And storied urns record who rests below.
When all is done, upon the Tomb is seen,
Not what he was, but what he should have been.
But the poor Dog, in life the firmest friend,
The first to welcome, foremost to defend,
Whose honest heart is still his Master’s own,
Who labours, fights, lives, breathes for him alone,
Unhonoured falls, unnoticed all his worth,
Denied in heaven the Soul he held on earth –
While man, vain insect! hopes to be forgiven,
And claims himself a sole exclusive heaven.

Oh man! thou feeble tenant of an hour,
Debased by slavery, or corrupt by power –
Who knows thee well, must quit thee with disgust,
Degraded mass of animated dust!
Thy love is lust, thy friendship all a cheat,
Thy tongue hypocrisy, thy heart deceit!
By nature vile, ennobled but by name,
Each kindred brute might bid thee blush for shame.
Ye, who behold perchance this simple urn,
Pass on – it honours none you wish to mourn.
To mark a friend’s remains these stones arise;
I never knew but one — and here he lies.

By Lord Byron

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” Dog Named Beau” By James Stewart, 1989

Gerard Oosterman of “Oosterman Treats” sent this poem in a comment on one of my posts. I remember reading this poem in Google sometime ago. Stewart read the poem on “The Johnny Carson Show” in 1989. It has been written that Carson cried as Stewart read the poem. Most of you probably remember Stewart as a fine actor and if not, you have most likely heard his name. He was a classy gentleman with excellent moral fiber, unlike anything we see in the entertainment business now.

Beau was a Golden Retriever. This poem probably will resonate with two bloggers that I follow. Mary and Tim Livingston have bred, trained and, had more than a few Goldens during their marriage. If you want to see some dog beauties and fantastic art, I encourage you to take a look at Tim’s blog and Mary’s blog at

A Dog Named Beau by James Stewart (from Jimmy Stewart and His Poems) Crown Publishers, 1989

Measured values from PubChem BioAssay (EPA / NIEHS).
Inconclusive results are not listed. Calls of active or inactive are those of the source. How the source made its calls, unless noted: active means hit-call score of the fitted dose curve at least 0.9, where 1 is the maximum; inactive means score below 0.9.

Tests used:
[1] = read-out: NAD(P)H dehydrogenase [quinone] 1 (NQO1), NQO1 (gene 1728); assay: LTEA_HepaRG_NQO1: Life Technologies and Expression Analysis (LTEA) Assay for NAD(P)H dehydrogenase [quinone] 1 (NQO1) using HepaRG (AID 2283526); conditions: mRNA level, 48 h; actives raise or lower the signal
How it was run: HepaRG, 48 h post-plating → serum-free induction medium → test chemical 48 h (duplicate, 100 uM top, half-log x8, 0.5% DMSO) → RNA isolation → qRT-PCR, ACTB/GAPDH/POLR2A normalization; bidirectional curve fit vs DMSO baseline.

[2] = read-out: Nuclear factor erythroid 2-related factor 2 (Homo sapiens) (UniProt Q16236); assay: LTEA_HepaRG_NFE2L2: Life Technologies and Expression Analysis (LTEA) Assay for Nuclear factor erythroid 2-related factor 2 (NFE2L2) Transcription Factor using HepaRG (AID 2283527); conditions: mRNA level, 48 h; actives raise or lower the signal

He never came to me when I would call
Unless I had a tennis ball,
Or he felt like it,
But mostly he didn’t come at all.

When he was young
He never learned to heel
Or sit or stay,
He did things his way.

Discipline was not his bag
But when you were with him things sure didn’t drag.
He’d dig up a rosebush just to spite me,
And when I’d grab him, he’d turn and bite me.

He bit lots of folks from day to day,
The delivery boy was his favorite prey.
The gas man wouldn’t read our meter,
He said we owned a real man-eater.

He set the house on fire
But the story’s long to tell.
Suffice to say that he survived
And the house survived as well.

On the evening walks, and Gloria took him,
He was always first out the door.
The old one and I brought up the rear
Because our bones were sore.

He would charge up the street with Mom hanging on,
What a beautiful pair they were!
And if it was still light and the tourists were out,
They created a bit of a stir.

But every once in a while, he would stop in his tracks
And with a frown on his face look around.
It was just to make sure that the old one was there
And would follow him where he was bound.

We are early-to-bedders at our house–
I guess I’m the first to retire.
And as I’d leave the room he’d look at me
And get up from his place by the fire.

He knew where the tennis balls were upstairs,
And I’d give him one for a while.
He would push it under the bed with his nose
And I’d fish it out with a smile.

And before very long
He’d tire of the ball
And be asleep in his corner
In no time at all.

And there were nights when I’d feel him
Climb upon our bed
And lie between us,
And I’d pat his head.

And there were nights when I’d feel his stare
And I’d wake up and he’d be sitting there
And I reach out my hand and stroke his hair.
And sometimes I’d feel him sigh